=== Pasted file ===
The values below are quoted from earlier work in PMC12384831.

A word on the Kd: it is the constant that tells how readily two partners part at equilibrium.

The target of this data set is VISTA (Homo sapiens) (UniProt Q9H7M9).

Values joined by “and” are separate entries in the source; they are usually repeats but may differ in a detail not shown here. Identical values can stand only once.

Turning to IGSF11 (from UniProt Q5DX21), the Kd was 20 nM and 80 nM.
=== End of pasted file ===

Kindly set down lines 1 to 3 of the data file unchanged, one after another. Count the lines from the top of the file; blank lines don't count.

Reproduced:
The values below are quoted from earlier work in PMC12384831.

A word on the Kd: it is the constant that tells how readily two partners part at equilibrium.

The target of this data set is VISTA (Homo sapiens) (UniProt Q9H7M9).